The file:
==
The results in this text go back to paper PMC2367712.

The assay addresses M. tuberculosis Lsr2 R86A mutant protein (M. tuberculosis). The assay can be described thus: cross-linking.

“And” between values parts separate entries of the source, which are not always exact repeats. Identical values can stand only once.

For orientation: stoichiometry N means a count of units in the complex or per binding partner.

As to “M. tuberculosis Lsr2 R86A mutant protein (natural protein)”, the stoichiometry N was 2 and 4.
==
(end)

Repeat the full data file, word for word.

The results in this text go back to paper PMC2367712.

The assay addresses M. tuberculosis Lsr2 R86A mutant protein (M. tuberculosis). The assay can be described thus: cross-linking.

“And” between values parts separate entries of the source, which are not always exact repeats. Identical values can stand only once.

For orientation: stoichiometry N means a count of units in the complex or per binding partner.

As to “M. tuberculosis Lsr2 R86A mutant protein (natural protein)”, the stoichiometry N was 2 and 4.